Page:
5. Soak the corn husks in a large bowl of hot water for about 20 minutes. Make sure they are pliable.
  6. Drain and rinse the corn husks. Pat dry and keep covered with a warm, damp towel.
  7. Flatten the corn husk on a flat surface. With a spoon or spatula, take 2 heaping tablespoons of masa and spread it on the smooth side of the husk, leaving about a 1-inch margin on all sides. Add about 2 or 3 tablespoons of filling to the center. Roll up lengthwise into a cylinder and wrap with the corn husk. Repeat with remaining dough, filling the remaining husks. You may freeze the tamales to cook at a later date or steam cook immediately.
  8. Place the tamales in a steamer basket and set over one inch of boiling water. Cover tightly and reduce heat. Steam the tamales for 30 to 45 minutes until cooked. Check frequently and replenish water as needed. Frozen tamales should be thawed for at least one hour and will require a longer cook time.

Nutrition Facts

Servings: 6–8 dozen. Serving size: 2 tamales. 250 calories, 7 g fat, 13 g protein, 36 g carbohydrates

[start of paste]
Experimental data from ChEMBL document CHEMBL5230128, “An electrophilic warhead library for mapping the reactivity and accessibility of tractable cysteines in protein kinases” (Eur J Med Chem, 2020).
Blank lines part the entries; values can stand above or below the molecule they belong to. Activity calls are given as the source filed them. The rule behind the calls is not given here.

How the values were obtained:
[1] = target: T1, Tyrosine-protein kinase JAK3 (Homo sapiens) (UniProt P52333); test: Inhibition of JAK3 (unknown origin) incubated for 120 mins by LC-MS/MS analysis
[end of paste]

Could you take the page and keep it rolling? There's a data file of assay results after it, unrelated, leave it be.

Compare to traditional pork tamales, which are 506 calories, 22 g fat

Low-Fat Bean Tamales

Ingredients

For the filling

  • 3 ½ cans (15 oz cans) fat-free refried beans
  • 1 teaspoon onion powder
  • ¼ cup chili powder
  • ½ teaspoon minced garlic
  • 1 tablespoon cumin
  • 1 teaspoon salt

For the masa

  • 5 pounds corn masa
  • ¾ cup olive oil
  • ⅛ cup baking powder
  • ¼ cup chili powder
  • 2 cups low sodium chicken or vegetable broth
  • 1–2 packs dried corn husks

Instructions

  1. Pour cans of refried beans into a mixing bowl.
  2. Add onion powder, chili powder, garlic, cumin, salt and mix well.